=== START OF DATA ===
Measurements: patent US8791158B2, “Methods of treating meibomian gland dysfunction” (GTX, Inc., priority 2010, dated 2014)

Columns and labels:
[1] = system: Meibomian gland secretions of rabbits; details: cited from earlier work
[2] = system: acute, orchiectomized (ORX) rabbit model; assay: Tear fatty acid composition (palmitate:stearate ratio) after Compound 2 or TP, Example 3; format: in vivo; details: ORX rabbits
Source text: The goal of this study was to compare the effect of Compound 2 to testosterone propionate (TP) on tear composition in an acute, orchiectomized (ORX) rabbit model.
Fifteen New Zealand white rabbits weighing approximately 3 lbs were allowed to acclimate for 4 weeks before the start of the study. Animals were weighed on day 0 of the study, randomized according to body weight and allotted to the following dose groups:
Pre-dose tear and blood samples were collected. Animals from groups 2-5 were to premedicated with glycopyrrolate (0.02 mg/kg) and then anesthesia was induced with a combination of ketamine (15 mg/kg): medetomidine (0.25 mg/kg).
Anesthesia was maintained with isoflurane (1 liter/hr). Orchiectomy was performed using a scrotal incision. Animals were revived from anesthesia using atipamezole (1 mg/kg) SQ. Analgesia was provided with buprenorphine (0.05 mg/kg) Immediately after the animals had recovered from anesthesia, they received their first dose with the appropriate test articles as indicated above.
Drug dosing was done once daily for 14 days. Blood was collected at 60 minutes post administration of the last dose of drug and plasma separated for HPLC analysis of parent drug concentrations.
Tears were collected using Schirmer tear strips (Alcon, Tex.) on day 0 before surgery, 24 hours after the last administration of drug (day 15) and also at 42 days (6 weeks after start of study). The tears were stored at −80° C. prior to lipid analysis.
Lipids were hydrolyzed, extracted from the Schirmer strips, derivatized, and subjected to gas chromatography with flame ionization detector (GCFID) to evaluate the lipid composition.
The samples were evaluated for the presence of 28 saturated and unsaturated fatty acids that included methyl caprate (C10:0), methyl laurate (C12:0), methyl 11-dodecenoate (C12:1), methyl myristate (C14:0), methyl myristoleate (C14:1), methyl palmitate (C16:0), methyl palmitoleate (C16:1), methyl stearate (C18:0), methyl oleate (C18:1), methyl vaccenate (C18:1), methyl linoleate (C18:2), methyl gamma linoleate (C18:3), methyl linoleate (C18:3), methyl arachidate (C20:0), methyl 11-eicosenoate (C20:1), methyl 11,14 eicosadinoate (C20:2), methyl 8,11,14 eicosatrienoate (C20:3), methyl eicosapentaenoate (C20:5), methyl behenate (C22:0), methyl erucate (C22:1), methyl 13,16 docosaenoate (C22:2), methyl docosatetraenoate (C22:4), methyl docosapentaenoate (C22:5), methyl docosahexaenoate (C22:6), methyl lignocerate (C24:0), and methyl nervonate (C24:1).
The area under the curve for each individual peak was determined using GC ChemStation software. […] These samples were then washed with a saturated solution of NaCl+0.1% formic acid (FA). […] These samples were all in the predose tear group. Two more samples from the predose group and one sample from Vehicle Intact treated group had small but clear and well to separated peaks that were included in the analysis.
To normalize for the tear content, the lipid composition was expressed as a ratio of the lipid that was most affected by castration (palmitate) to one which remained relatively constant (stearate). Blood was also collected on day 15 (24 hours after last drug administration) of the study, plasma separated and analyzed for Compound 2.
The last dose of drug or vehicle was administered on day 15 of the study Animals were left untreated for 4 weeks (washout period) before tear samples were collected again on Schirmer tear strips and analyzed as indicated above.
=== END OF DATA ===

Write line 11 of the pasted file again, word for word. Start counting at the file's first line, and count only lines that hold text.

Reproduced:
Lipids were hydrolyzed, extracted from the Schirmer strips, derivatized, and subjected to gas chromatography with flame ionization detector (GCFID) to evaluate the lipid composition.